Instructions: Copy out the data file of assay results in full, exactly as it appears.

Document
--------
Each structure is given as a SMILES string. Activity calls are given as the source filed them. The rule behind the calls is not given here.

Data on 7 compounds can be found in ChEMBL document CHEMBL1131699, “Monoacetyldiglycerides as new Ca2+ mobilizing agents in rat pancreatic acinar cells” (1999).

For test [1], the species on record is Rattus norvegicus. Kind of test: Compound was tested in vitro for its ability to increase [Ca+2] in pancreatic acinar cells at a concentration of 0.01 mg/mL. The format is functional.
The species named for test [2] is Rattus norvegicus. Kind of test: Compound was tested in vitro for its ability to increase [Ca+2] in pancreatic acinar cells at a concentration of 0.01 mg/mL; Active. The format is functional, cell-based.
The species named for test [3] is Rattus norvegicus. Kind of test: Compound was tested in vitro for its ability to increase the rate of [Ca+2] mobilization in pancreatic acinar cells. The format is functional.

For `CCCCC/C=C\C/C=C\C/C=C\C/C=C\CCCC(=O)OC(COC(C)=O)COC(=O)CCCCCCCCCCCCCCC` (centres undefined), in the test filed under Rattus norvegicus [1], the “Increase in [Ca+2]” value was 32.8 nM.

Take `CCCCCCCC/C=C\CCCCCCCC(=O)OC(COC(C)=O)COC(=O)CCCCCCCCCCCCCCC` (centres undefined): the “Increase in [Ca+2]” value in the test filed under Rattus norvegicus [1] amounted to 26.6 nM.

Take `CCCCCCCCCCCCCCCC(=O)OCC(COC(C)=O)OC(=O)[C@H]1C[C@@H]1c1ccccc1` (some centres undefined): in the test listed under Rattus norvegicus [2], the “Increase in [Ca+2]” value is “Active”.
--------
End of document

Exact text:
Each structure is given as a SMILES string. Activity calls are given as the source filed them. The rule behind the calls is not given here.

Data on 7 compounds can be found in ChEMBL document CHEMBL1131699, “Monoacetyldiglycerides as new Ca2+ mobilizing agents in rat pancreatic acinar cells” (1999).

For test [1], the species on record is Rattus norvegicus. Kind of test: Compound was tested in vitro for its ability to increase [Ca+2] in pancreatic acinar cells at a concentration of 0.01 mg/mL. The format is functional.
The species named for test [2] is Rattus norvegicus. Kind of test: Compound was tested in vitro for its ability to increase [Ca+2] in pancreatic acinar cells at a concentration of 0.01 mg/mL; Active. The format is functional, cell-based.
The species named for test [3] is Rattus norvegicus. Kind of test: Compound was tested in vitro for its ability to increase the rate of [Ca+2] mobilization in pancreatic acinar cells. The format is functional.

For `CCCCC/C=C\C/C=C\C/C=C\C/C=C\CCCC(=O)OC(COC(C)=O)COC(=O)CCCCCCCCCCCCCCC` (centres undefined), in the test filed under Rattus norvegicus [1], the “Increase in [Ca+2]” value was 32.8 nM.

Take `CCCCCCCC/C=C\CCCCCCCC(=O)OC(COC(C)=O)COC(=O)CCCCCCCCCCCCCCC` (centres undefined): the “Increase in [Ca+2]” value in the test filed under Rattus norvegicus [1] amounted to 26.6 nM.

Take `CCCCCCCCCCCCCCCC(=O)OCC(COC(C)=O)OC(=O)[C@H]1C[C@@H]1c1ccccc1` (some centres undefined): in the test listed under Rattus norvegicus [2], the “Increase in [Ca+2]” value is “Active”.